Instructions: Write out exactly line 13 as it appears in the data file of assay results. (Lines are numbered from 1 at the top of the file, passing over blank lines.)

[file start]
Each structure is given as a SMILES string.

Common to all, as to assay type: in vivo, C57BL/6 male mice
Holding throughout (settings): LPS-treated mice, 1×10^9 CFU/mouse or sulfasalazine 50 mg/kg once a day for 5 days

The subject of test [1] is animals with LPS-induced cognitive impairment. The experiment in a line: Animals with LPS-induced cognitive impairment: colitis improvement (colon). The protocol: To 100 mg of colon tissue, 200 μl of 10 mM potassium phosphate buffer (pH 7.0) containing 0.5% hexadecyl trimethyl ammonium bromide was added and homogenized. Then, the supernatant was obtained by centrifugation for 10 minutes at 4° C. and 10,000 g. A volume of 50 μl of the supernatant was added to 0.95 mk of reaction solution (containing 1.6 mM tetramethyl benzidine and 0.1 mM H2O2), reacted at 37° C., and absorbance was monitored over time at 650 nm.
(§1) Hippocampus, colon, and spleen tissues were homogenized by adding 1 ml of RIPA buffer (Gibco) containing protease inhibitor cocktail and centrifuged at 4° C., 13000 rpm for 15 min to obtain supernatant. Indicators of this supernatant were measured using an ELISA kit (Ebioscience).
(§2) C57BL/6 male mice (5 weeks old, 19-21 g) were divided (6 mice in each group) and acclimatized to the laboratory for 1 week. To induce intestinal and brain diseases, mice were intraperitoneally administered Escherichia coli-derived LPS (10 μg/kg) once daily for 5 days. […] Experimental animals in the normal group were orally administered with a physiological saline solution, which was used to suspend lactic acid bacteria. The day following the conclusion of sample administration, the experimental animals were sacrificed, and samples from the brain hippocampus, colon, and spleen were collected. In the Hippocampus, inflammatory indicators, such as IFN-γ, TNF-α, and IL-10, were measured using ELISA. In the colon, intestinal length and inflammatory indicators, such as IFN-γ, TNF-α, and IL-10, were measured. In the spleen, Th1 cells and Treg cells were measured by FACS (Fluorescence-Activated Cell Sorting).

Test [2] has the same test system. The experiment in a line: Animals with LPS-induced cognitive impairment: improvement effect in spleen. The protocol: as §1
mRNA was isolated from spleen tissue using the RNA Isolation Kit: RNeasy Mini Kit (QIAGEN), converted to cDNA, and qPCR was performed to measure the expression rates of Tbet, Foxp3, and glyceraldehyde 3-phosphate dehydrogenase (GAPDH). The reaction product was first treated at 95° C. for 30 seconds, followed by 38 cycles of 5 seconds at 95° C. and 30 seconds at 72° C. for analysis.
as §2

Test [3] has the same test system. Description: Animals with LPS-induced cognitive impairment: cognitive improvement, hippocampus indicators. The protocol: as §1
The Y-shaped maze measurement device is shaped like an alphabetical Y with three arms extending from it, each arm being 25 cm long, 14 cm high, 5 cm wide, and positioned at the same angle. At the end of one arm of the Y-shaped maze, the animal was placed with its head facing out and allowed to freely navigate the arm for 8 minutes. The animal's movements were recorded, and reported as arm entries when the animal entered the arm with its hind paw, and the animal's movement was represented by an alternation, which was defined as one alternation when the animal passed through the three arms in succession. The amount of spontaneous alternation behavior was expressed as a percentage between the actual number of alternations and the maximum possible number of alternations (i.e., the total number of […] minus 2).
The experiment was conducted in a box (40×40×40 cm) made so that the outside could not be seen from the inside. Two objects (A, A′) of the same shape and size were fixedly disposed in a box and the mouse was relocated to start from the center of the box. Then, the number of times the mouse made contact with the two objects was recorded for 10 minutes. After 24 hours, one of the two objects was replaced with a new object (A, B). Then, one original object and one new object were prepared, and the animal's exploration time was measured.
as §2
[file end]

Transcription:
as §2